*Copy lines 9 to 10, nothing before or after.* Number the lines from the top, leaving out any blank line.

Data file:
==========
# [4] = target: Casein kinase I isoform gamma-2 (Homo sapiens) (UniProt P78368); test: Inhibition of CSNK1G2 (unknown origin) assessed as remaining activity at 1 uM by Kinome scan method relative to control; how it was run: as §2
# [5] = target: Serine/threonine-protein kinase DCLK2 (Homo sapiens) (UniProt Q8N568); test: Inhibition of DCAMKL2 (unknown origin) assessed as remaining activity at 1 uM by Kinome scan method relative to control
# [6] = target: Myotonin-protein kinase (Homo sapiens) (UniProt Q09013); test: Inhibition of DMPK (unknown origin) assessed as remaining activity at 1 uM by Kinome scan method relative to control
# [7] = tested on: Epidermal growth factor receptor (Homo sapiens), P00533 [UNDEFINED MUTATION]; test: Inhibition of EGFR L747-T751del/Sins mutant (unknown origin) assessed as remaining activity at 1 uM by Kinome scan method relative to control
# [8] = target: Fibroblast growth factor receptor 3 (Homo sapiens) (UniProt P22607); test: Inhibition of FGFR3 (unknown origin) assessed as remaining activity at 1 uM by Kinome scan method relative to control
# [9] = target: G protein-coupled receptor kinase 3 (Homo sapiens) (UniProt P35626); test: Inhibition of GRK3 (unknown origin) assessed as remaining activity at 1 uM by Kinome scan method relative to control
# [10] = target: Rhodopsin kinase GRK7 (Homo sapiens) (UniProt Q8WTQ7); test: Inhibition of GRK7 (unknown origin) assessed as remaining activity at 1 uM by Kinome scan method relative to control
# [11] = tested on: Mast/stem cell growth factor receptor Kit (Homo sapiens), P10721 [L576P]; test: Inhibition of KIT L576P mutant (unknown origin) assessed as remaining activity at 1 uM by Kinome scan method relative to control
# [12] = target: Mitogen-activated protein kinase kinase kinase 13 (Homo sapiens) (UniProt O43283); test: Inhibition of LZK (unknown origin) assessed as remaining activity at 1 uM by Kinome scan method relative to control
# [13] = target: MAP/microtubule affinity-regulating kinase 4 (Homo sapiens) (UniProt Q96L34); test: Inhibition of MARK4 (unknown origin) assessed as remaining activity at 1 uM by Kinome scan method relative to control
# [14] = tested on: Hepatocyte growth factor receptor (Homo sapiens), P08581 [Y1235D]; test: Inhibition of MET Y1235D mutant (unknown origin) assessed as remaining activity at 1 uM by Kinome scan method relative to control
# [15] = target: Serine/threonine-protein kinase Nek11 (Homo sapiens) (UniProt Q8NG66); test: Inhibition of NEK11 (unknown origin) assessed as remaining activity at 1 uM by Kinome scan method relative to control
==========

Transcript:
# [12] = target: Mitogen-activated protein kinase kinase kinase 13 (Homo sapiens) (UniProt O43283); test: Inhibition of LZK (unknown origin) assessed as remaining activity at 1 uM by Kinome scan method relative to control
# [13] = target: MAP/microtubule affinity-regulating kinase 4 (Homo sapiens) (UniProt Q96L34); test: Inhibition of MARK4 (unknown origin) assessed as remaining activity at 1 uM by Kinome scan method relative to control